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Professor analyzes Aquinas’s view on God, good and evil

| Wednesday, March 23, 2016

Fr. Brian Davies, a distinguished professor of philosophy at Fordham University, has dedicated his academic career to studying and writing about the philosophy of religion, and has focused on the work of Thomas Aquinas. Fr. Davies explored the question of why, if God is all powerful and morally good, there is evil present in the world in a lecture held Tuesday night at Rice Commons

The lecture focused on Aquinas’s rejection of the argument against the existence of God. According to Aquinas, God is not a morally good agent, despite popular belief.

“Aquinas views that God should not be thought of as a moral agent in the first place, meaning that God should not be thought of as something either morally good or morally bad,” Davies said. “Aquinas maintains that we do not know what God is … God is strictly non-classifiable.”

Virtues are to only be associated with human beings, not God, Davies said.

“Aquinas thinks of virtues as what people need in order to flourish as human beings,” Davies said. “So he doesn’t think of God as having the cardinal virtues … Aquinas doesn’t think of God as being actually or possible virtuous.”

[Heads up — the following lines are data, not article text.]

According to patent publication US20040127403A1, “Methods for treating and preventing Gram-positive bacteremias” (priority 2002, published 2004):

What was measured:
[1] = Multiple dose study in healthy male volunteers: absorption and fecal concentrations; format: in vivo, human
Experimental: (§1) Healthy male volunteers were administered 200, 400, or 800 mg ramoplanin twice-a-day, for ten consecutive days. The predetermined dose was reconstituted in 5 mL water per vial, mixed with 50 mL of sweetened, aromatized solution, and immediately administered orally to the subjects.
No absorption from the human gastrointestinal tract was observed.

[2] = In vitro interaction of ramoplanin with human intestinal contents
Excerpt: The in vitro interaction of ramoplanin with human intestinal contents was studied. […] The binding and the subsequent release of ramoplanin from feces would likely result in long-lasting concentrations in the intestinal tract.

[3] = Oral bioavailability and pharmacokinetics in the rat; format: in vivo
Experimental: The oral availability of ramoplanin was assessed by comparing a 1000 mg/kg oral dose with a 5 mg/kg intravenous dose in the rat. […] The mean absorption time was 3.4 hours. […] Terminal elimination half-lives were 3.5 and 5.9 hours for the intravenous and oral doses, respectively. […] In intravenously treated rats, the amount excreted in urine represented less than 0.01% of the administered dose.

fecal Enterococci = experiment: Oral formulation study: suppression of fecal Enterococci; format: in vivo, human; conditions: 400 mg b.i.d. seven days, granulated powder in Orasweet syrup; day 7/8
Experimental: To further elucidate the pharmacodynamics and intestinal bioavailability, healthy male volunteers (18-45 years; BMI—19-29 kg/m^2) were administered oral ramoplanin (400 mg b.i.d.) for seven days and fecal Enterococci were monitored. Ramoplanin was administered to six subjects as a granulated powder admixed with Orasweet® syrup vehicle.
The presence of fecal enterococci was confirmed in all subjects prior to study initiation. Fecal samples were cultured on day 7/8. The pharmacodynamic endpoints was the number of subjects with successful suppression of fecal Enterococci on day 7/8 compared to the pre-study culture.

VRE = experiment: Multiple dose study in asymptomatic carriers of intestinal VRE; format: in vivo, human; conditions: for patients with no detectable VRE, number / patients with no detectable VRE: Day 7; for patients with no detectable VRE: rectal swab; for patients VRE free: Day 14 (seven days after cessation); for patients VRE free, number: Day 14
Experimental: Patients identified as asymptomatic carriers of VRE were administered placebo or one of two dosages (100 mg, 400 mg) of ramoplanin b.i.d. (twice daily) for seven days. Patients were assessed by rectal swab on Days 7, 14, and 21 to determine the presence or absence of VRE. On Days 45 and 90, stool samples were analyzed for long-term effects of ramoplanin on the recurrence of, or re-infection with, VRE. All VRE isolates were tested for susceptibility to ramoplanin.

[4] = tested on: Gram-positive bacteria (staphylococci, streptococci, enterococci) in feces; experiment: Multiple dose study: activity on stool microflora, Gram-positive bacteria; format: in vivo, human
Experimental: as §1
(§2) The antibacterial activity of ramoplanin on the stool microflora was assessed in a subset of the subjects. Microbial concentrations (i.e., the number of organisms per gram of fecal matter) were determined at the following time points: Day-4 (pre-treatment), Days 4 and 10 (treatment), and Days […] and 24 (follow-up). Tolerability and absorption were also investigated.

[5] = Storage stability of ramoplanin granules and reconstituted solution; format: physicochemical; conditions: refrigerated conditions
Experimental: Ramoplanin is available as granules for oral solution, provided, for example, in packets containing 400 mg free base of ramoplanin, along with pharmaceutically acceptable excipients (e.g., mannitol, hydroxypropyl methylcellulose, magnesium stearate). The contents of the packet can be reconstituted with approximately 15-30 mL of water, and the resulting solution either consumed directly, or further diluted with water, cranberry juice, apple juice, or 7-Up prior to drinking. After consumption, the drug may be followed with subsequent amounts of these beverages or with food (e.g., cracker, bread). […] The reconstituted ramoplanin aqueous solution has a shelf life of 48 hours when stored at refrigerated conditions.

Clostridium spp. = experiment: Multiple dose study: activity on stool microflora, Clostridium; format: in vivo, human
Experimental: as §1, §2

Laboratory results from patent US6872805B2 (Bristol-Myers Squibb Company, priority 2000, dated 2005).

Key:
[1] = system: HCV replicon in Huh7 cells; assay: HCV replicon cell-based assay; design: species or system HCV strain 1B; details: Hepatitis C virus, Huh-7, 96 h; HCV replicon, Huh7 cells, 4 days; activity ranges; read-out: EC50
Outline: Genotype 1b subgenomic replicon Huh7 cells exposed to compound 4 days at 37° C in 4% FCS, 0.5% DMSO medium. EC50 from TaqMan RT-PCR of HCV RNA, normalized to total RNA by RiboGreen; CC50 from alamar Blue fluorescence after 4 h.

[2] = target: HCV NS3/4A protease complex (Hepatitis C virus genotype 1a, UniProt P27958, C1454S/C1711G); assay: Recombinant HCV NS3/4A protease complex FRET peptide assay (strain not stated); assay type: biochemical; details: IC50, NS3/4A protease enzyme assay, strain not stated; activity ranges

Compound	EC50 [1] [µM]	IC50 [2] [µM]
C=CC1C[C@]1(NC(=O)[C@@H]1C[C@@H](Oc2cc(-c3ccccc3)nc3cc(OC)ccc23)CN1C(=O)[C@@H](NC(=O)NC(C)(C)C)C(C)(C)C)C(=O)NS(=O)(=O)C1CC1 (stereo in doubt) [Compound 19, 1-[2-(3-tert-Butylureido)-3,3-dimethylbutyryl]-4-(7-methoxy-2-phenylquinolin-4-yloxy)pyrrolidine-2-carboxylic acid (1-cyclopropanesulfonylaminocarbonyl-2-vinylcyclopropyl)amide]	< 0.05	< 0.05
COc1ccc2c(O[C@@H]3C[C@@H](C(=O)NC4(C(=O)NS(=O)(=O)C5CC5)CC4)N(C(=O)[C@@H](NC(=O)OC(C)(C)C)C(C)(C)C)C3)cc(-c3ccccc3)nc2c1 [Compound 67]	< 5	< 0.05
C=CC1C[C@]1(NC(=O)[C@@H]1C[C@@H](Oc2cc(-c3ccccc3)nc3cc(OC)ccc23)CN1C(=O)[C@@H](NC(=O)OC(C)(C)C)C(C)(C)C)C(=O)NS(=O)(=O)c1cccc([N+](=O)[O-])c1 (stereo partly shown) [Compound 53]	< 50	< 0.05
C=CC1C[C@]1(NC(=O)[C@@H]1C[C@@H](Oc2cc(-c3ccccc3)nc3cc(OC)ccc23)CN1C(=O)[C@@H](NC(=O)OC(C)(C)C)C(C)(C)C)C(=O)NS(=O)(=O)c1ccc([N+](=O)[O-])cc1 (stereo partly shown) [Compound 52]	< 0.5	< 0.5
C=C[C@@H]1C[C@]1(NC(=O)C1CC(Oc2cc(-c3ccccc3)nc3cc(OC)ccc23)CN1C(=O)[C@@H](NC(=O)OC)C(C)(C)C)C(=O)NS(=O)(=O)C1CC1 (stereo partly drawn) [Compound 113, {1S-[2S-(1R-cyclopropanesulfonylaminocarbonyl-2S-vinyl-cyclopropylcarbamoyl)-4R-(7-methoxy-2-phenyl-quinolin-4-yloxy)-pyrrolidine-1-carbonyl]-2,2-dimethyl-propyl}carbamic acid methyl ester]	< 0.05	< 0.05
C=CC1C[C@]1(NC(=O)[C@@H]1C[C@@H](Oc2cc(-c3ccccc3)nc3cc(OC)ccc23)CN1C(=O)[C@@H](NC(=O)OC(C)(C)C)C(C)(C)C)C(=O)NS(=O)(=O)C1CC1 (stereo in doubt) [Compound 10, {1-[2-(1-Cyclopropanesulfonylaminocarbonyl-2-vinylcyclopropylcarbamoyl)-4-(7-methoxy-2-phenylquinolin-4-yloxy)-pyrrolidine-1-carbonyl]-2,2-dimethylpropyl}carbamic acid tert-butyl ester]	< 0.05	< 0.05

According to Davies, Aquinas believes it is difficult to attribute goodness to specific things, especially God, because the idea of goodness is concept-dependent.

“’Good’ does not signify some distinct property had by all good things,” Davies said. “For him, the meaning of good is noun-dependent. There are good all sorts of things, but what makes them good make them different from kind to kind — goodness is, in a sense, relative. Aquinas thinks that creaturely goodness must somehow reflect what God is.

“Aquinas doesn’t think of God as containing creaturely goodness, but rather, goodness in creatures is a dim reflection of what exists simply and undivided-ly in God”.

The same argument applies to the subject of evil, according to Davies. Like goodness, Aquinas does not view evil as something of substance.

“Many things are generally in a bad way and he thinks that the sentence ‘evil exists’ makes sense,” he said. “On the other hand, he doesn’t think of evil as a substance. Since Aquinas thinks that victims of evil suffering certainly exist, he takes it for granted that God is causally accounted for their being victims of evil suffering. He does not think that the evil in evil suffered is any kind of substance — there is only evil suffered only inasmuch there is a lack of goodness, and Aquinas does not think a lack of goodness is something ‘create-able’.”

Aquinas believed there is a problem in the world, but the problem stemmed from a lack of goodness and obligation, rather the existence of evil, Davies said.

“Aquinas recognizes that there being something to be called the problem of evil, is rather a problem of why God has not created more goodness,” Davies said. “However, Aquinas does not believe that God has an obligation to create more goodness any more than God has an obligation to create at all.”

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